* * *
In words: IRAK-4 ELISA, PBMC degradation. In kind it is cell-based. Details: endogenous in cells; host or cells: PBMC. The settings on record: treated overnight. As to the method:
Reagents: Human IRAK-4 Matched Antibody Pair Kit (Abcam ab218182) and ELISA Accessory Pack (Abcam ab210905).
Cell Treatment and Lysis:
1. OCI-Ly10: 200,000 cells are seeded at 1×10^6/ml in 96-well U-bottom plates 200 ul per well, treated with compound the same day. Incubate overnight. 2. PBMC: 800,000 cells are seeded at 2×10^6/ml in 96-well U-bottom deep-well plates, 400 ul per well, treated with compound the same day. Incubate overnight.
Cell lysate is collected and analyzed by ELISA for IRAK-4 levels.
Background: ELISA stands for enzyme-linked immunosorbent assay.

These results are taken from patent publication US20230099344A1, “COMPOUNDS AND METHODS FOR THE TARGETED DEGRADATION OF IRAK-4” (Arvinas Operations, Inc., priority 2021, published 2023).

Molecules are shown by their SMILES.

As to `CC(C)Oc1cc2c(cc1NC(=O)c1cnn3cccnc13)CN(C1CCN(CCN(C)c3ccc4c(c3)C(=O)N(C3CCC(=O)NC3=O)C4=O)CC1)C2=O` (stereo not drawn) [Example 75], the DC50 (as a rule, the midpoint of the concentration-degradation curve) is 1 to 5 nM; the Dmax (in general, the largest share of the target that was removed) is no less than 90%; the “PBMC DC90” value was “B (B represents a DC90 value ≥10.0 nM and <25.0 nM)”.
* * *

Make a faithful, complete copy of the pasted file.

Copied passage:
In words: IRAK-4 ELISA, PBMC degradation. In kind it is cell-based. Details: endogenous in cells; host or cells: PBMC. The settings on record: treated overnight. As to the method:
Reagents: Human IRAK-4 Matched Antibody Pair Kit (Abcam ab218182) and ELISA Accessory Pack (Abcam ab210905).
Cell Treatment and Lysis:
1. OCI-Ly10: 200,000 cells are seeded at 1×10^6/ml in 96-well U-bottom plates 200 ul per well, treated with compound the same day. Incubate overnight. 2. PBMC: 800,000 cells are seeded at 2×10^6/ml in 96-well U-bottom deep-well plates, 400 ul per well, treated with compound the same day. Incubate overnight.
Cell lysate is collected and analyzed by ELISA for IRAK-4 levels.
Background: ELISA stands for enzyme-linked immunosorbent assay.

These results are taken from patent publication US20230099344A1, “COMPOUNDS AND METHODS FOR THE TARGETED DEGRADATION OF IRAK-4” (Arvinas Operations, Inc., priority 2021, published 2023).

Molecules are shown by their SMILES.

As to `CC(C)Oc1cc2c(cc1NC(=O)c1cnn3cccnc13)CN(C1CCN(CCN(C)c3ccc4c(c3)C(=O)N(C3CCC(=O)NC3=O)C4=O)CC1)C2=O` (stereo not drawn) [Example 75], the DC50 (as a rule, the midpoint of the concentration-degradation curve) is 1 to 5 nM; the Dmax (in general, the largest share of the target that was removed) is no less than 90%; the “PBMC DC90” value was “B (B represents a DC90 value ≥10.0 nM and <25.0 nM)”.